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Older drivers involved in serious crashes are more likely to not have looked properly

Updated: Jun 27, 2022



Older drivers involved in serious crashes are more likely to have not looked properly than motorists of all ages, new research suggests.


A Department for Transport report into older driver collisions shows that this failure was a contributory factor in 42.6% of accidents involving drivers aged over 70, compared with 35.7% for all ages.

The RAC Foundation said the figures show there is a “strong case” for requiring drivers to have their eyes tested when they renew their licence, which happens more frequently for older motorists. Other causes which are more prevalent when older drivers are behind the wheel during a crash include failing to judge another road user’s speed or path, illness or disability, being dazzled by the sun and being nervous, uncertain or panicking.


But elderly motorists involved in crashes are less likely to have been careless, reckless or in a hurry, driven too fast for the conditions, been speeding or impaired by alcohol.


The figures relate to accidents on Britain’s roads in 2020 when at least one person was injured or killed.


The number of drivers involved in collisions decreases with age from the 30-35 years old category. Separate DfT statistics show the number of people aged 70 and over who hold a full driving licence reached a record 5.8 million in February.


That is a 29% increase on the total of 4.5 million in March 2016.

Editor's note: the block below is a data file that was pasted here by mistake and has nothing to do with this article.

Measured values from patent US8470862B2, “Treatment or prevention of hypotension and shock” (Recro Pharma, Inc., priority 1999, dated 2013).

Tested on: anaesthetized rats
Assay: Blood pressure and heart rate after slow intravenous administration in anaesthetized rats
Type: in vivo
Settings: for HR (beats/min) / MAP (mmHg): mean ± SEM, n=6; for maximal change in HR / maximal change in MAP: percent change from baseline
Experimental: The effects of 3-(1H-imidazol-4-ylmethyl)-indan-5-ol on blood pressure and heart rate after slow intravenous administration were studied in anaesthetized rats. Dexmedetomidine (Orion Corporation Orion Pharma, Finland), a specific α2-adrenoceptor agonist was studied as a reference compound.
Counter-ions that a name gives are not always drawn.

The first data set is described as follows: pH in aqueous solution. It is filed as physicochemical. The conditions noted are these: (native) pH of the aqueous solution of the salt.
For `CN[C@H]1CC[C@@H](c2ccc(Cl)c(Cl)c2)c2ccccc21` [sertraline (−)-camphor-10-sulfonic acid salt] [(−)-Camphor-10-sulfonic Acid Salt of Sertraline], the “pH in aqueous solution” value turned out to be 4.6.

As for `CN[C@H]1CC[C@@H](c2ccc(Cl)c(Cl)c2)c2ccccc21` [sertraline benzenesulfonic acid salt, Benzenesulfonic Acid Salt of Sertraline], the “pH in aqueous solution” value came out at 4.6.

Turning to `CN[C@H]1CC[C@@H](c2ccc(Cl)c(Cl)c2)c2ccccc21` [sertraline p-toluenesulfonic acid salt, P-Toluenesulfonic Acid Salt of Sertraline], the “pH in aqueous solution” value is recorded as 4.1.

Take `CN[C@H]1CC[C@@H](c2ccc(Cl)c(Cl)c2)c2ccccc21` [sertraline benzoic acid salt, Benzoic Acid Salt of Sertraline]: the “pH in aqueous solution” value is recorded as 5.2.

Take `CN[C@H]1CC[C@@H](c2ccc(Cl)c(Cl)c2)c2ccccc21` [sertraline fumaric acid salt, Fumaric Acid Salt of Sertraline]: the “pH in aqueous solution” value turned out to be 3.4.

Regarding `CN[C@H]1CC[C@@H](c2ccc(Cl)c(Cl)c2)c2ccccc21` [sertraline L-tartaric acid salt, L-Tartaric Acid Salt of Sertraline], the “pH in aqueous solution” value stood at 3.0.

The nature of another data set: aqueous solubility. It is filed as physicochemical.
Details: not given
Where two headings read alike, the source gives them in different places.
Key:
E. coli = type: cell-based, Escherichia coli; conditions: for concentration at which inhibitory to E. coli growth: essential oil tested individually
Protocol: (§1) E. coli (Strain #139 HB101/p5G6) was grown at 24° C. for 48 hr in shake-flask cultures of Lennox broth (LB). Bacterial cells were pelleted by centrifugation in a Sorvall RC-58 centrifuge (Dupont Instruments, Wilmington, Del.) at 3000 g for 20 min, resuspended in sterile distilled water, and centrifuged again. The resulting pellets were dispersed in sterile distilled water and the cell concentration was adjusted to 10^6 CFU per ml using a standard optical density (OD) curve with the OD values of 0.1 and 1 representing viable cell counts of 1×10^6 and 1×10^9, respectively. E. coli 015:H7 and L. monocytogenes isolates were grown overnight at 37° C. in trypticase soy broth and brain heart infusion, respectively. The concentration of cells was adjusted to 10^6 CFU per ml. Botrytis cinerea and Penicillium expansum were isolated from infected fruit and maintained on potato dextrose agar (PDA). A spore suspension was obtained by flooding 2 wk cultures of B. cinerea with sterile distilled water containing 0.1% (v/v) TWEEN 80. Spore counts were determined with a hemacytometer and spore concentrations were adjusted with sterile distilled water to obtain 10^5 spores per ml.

Drivers are not subjected to mandatory tests after obtaining their licence, no matter how old they become. Licences must be renewed every three years once the holder reaches 70, compared with every 10 years up to that point.

But motorists are required to inform the Driver and Vehicle Licensing Agency (DVLA) if their health deteriorates to the extent they are no longer fit to drive.


Steve Gooding, Director of the RAC Foundation, said: “It seems that as a nation we are getting older and with age comes the challenge of preserving our mobility, independence and quality of life.


“As our faculties decline, we owe it to ourselves and other road users to routinely assess our own competence to drive.


“We are not convinced of the need for mandatory re-testing, but there is a strong case for requiring all drivers to have their eyes tested, ideally linked to the renewal of photo ID driving licences.


“The worst thing a driver can do is ignore a medical condition that might impact their ability to drive.


“With the right treatment, many conditions are manageable and mean people can safely and legally keep their keys rather than being forced off the road.”


In December last year, the Government-funded Older Drivers Task Force recommended that a scheme enabling motorists aged 70 and above to avoid prosecution for careless driving should be rolled out across the UK.


It said in a report that assessments of driving skills should be offered to older drivers caught committing offences such as accidentally running a red light, unnecessarily slow driving or poor motorway lane discipline.


These Fitness to Drive evaluations are currently only offered by a handful of police forces.


Making them available across the UK would help reduce deaths and serious injuries among older drivers, the task force claimed.

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